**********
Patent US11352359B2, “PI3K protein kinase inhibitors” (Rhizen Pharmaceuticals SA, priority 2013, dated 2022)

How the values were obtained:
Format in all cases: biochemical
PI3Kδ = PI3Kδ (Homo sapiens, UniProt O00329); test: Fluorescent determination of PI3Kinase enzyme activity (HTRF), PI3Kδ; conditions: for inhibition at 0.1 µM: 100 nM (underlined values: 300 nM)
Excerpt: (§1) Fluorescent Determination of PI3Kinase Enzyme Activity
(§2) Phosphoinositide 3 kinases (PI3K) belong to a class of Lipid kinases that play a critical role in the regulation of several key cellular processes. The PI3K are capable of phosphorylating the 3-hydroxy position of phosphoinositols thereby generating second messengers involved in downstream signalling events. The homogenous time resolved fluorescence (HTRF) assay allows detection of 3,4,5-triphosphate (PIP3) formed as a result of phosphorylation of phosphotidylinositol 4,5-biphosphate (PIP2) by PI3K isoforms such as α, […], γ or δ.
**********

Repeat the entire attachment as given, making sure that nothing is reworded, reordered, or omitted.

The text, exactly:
Patent US11352359B2, “PI3K protein kinase inhibitors” (Rhizen Pharmaceuticals SA, priority 2013, dated 2022)

How the values were obtained:
Format in all cases: biochemical
PI3Kδ = PI3Kδ (Homo sapiens, UniProt O00329); test: Fluorescent determination of PI3Kinase enzyme activity (HTRF), PI3Kδ; conditions: for inhibition at 0.1 µM: 100 nM (underlined values: 300 nM)
Excerpt: (§1) Fluorescent Determination of PI3Kinase Enzyme Activity
(§2) Phosphoinositide 3 kinases (PI3K) belong to a class of Lipid kinases that play a critical role in the regulation of several key cellular processes. The PI3K are capable of phosphorylating the 3-hydroxy position of phosphoinositols thereby generating second messengers involved in downstream signalling events. The homogenous time resolved fluorescence (HTRF) assay allows detection of 3,4,5-triphosphate (PIP3) formed as a result of phosphorylation of phosphotidylinositol 4,5-biphosphate (PIP2) by PI3K isoforms such as α, […], γ or δ.